{% set y = jun20_value - ((today - jun21).days * 0.31) %}
``````

the *0.31 with your value.
Lets assume that the azimuth position in your country (Sweden or Norway?) changes every day by 0.05 you have to use this value in your calculation.
To be honest I never test it with another region so I am not sure how it will work.

I remember that I have made a formula in a excel sheet to calculate the azimuth value in order to test the values of the sensor with the above logic. Maybe you could try it this way first in a excel sheet.

Mark down todays azimuth value and the next day see how much it changed.

In order to have a better understanding, in October for example the sensor gives a value of 124 and in July the value goes to 170 which in my case is the correct values. All depends in the *0.31 in the above calculation and the 127 value. You have to place yours azimuth number.

So if today your azimuth value is 130 and the azimuth changes every day by 0.05 you have to change
everywhere the
{% set y = 127 + (today - previous_dec21).days * 0.31 %}
{% set y = 130 + (today - previous_dec21).days * 0.05 %}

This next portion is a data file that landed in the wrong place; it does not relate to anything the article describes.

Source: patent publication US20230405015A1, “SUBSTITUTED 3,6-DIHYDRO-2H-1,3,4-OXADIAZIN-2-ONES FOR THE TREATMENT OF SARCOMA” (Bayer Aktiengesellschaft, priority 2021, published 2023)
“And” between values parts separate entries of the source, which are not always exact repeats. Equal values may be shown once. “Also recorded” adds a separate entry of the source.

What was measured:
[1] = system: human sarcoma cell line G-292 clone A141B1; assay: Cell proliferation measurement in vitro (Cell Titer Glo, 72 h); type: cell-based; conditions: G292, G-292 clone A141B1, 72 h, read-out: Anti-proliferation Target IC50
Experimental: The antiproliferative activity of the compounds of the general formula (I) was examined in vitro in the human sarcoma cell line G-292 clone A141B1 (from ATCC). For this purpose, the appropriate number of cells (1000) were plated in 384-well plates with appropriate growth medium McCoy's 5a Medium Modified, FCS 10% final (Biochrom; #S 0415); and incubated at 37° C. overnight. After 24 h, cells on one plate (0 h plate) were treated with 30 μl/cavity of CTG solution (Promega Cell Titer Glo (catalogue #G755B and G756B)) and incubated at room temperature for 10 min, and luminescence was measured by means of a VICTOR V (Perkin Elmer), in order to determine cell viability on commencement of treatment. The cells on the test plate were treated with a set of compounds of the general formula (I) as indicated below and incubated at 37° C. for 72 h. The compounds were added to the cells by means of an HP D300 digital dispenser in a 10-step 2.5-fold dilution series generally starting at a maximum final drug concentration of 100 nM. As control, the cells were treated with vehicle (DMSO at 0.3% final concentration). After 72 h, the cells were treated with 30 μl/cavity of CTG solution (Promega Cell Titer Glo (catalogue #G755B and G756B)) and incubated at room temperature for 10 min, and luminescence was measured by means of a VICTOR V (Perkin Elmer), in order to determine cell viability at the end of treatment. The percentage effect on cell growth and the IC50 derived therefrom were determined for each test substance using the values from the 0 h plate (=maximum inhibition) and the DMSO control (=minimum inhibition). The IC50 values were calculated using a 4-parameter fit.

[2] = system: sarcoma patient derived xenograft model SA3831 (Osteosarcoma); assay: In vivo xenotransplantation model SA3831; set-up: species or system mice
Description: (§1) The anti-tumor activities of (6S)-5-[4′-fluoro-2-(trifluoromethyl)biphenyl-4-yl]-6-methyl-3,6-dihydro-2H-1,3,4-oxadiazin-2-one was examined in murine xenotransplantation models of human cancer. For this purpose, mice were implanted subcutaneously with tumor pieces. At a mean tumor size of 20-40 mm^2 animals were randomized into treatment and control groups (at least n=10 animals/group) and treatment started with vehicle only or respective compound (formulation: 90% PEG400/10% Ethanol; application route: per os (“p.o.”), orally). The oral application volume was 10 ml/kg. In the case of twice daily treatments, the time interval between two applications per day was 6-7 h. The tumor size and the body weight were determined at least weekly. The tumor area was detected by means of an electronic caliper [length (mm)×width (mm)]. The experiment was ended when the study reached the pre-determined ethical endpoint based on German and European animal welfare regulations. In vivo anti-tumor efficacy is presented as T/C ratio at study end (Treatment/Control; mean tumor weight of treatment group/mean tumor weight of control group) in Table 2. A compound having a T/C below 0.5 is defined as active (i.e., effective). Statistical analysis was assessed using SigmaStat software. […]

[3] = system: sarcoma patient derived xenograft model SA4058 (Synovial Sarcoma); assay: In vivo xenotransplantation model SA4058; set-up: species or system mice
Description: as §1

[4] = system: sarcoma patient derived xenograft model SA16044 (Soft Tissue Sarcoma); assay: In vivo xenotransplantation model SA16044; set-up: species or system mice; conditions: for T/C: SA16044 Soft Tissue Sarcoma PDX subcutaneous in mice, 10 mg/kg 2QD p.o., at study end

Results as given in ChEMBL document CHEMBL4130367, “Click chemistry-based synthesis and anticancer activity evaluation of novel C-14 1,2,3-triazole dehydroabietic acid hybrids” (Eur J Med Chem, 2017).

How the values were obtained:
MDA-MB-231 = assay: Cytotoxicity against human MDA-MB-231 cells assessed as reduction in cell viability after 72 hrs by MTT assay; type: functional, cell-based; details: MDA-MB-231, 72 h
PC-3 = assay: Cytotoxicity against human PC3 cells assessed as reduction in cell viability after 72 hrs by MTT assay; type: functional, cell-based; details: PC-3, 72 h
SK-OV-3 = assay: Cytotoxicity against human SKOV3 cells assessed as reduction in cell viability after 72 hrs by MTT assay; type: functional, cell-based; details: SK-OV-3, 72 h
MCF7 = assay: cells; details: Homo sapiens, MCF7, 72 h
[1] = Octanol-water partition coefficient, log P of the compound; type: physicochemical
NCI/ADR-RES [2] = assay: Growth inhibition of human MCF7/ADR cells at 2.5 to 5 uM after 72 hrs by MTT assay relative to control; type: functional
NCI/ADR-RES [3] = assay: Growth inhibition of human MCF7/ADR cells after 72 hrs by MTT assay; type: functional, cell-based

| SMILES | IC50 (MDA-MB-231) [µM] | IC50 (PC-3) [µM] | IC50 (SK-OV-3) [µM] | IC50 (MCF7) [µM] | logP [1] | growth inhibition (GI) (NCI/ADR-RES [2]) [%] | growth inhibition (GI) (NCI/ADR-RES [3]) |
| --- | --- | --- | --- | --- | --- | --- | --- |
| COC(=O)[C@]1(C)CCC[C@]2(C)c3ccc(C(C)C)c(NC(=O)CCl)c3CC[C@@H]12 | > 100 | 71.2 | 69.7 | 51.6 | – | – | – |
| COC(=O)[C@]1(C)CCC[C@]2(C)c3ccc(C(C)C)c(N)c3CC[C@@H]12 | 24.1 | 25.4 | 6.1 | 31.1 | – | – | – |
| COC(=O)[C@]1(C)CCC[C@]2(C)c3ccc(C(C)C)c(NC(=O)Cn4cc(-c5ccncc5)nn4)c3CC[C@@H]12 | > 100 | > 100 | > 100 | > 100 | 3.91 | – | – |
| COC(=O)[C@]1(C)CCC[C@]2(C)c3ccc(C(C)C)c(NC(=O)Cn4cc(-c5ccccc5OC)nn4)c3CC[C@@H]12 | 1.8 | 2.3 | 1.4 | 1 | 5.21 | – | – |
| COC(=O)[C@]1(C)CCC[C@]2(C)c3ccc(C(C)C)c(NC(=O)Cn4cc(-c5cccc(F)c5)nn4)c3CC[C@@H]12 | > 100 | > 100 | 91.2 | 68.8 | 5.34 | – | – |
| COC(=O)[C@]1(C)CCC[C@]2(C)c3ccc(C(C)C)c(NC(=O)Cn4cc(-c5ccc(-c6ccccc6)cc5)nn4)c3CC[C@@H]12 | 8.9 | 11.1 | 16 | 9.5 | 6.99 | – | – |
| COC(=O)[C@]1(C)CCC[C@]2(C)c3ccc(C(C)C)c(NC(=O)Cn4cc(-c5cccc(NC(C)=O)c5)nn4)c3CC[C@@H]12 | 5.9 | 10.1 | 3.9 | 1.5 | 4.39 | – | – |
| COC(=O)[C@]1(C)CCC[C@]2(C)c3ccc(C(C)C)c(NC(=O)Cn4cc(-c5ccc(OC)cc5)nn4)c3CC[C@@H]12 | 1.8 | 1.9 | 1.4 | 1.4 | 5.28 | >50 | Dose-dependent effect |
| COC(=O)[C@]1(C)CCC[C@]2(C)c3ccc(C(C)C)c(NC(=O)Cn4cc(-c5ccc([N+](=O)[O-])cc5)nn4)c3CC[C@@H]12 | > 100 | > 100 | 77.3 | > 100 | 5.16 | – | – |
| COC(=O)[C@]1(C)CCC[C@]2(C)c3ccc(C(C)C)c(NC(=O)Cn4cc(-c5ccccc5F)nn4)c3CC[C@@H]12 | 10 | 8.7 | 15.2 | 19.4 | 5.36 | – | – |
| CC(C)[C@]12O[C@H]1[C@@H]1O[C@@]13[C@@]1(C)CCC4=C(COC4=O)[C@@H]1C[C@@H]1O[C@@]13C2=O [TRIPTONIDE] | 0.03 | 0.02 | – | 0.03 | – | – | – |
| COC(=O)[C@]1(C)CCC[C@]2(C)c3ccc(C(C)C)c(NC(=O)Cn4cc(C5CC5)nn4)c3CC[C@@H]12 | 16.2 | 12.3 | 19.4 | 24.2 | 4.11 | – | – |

I also don’t know if @123 Taras can test in his country the sensor values.

No sorry, the azimuth does not change every day. The time the sun is at a given azimuth changes.
The sun hits my terrace window every day at the same azimuth of 130° - in winter it would hit at around 09:00h, today at 11:00h and in July at around 11:30h.
Since this apartment is on top of a bulding (a penthouse if you will) and there are no higher surrounding building, suns elevation doesn’t mater.

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I really can’t work out what you are on about.

Consider the simplest case, you live on a flat plain. You sit outside and look due south (in the northern hemisphere). From the moment the sun rises until it sets, you have glare.